Friday, March 14, 2014

03/14/2014 sector update

The sector model sold XLP and bought XLU before the close.


  1. XLU marched (40.70 to 40.89) while XLP stagnated (42.56 to 42.58). Would the roundtrip swap be considered a losing flipflop?

  2. That was actually a false signal. The end of day data called to stay in XLU. We picked up an extra 1% in January from a switch, and lost about .5% this week. It pretty much evens out.

  3. Interesting, so the real time data 15 min before close reversed at the close? Can you tell how close to the close the real time signal reversed back to XLU?

  4. Also, the part I don't understand - if the 3/13 close showed XLU still in the lead and XLP being a false signal, why didn't you trade back to XLU on 3/14 open but rather do it at the 3/14 close?

  5. It was .33% of a difference by the end on my model.

    There was actually a .14% favorable gap first thing in the morning -- but I have an infinitely better investment called a good job :).

    As I said, I gained an extra percent in January and lost half a percent in March. Sometimes the slippage works in my favor and sometimes it doesn't. Since it tends to even out I don't sweat it.

  6. To add a little more confusion into the mix, the person managing the Sector Fund initiates the trades at 1:45pm based on the calculation the model has at that time.

    The time is in a 11am to 2pm window in which the trades are free for the clients.

    His own reporting of returns is actually slightly higher than the end of day model that I run in parallel. We did this so that we could make sure his trading window didn't cost clients on returns, and so far it's been slightly favorable.

    We're both up over 10% year to date, and pleased with the results so far.

  7. I'd be mostly interested to know whether using EOD trading (just prior to close) or at 1:45pm is statistically significantly better than trading at the next day's open (based on previous day close) to warrant adherence to real-time state of the model, including factoring of extra trade friction due to whipsaws.

  8. The opening gaps sometimes go in your favor and sometimes don't.

    In any case, the Sector Fund being managed by Gold Coast Advisors LLC only trades at 1:45pm. Those trades are free, so there is no friction.

    My personal account running in parallel trades at 3:45pm.

    The charts that are automatically generated by the model show end of day data.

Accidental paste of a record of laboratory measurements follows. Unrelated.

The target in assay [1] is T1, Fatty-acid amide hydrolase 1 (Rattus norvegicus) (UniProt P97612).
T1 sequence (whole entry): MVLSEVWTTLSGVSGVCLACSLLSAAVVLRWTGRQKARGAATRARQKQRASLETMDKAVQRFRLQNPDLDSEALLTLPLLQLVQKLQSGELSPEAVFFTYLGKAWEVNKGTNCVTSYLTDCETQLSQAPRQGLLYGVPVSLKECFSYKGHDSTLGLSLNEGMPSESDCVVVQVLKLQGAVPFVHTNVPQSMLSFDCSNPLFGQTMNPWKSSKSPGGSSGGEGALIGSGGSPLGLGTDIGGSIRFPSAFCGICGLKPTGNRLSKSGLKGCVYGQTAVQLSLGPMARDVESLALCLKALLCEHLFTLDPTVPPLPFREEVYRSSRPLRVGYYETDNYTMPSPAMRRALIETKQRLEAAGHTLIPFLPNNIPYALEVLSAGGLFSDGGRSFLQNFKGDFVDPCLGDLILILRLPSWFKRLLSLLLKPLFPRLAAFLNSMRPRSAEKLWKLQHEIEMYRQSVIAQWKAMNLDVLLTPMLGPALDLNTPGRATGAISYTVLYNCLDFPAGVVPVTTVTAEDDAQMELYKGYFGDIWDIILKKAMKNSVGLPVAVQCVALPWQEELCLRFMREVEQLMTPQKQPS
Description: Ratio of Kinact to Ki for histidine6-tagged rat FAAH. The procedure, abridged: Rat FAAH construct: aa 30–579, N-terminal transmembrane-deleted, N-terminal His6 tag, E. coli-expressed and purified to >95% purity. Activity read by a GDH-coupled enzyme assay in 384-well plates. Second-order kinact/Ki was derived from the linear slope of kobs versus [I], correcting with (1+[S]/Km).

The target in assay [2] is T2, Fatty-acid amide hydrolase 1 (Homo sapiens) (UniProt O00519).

We've seen no statistical difference between any of them.

    I also have a fourth version of the model that avoids some of the whipsaws, and there is no statistical different there either.

    The PROBLEM someone will have isn't the occasional whipsaw, but the core trades themselves if they are having to pay for trades and their account is below a certain size.

    Let's say there are 10 trades a year (a good average for the model), and let's say the model outperforms the S&P by 15% each year (it does better, but let's stick with that). In a typical etrade account you'll pay 10 dollars EACH way on the trade, so that's 20 dollars for the round trip on those 10 core trades.

    Now we are at 200 dollars a year in trading costs for an etrade account. If your account were only 1300 dollars to begin with you'd lose your entire outperformance in trading costs.

    Hence the Sector Fund. The trading window of 11-2 allows for free round trip trades. Since there ARE no trading costs it doesn't matter whether you trade 10 times a year or 100 times a year. If you have 800 dollars in the account or 800,000 you'd get the exact same return rate.

    In any case, we'll continue to run these in parallel, and I'll report the Sector Fund's returns compared to end of day returns. But so far the only statistical difference is the advantage the Sector Fund has with free trades.

  9. I should have clarified that by friction, I mostly mean market impact of the trade itself. XLU, for example, traded 2.7M shares today at ~$41. At 1% threshold of volume for market impact of an intraday trade, that's 27K x $41 = $1.1M which is, well, a very small fund. So there, liquidity in my humble opinion is rather limited for commercial deployment of this system.

  10. Oh -- we've thought of that. Would be a good problem to have! The scalability problem can be resolved in a number of ways:

    1) We have an alternate version of the model that has different gauge settings and trades on different days with basically the same returns.
    2) We can add more sector based etfs from the subcategories.
    3) We can trade in multiple daily segments with real time (instead of near real time) data.

    And we can use other kinds of rotation, like countries and regions.

    And of course there is the full model as well. I have a long term holding period version of the model I don't publish that has a holding period of 3 years.

    There's plenty of room to scale.

  11. That's good to know, as illiquidity is often the quant's enemy #1 :)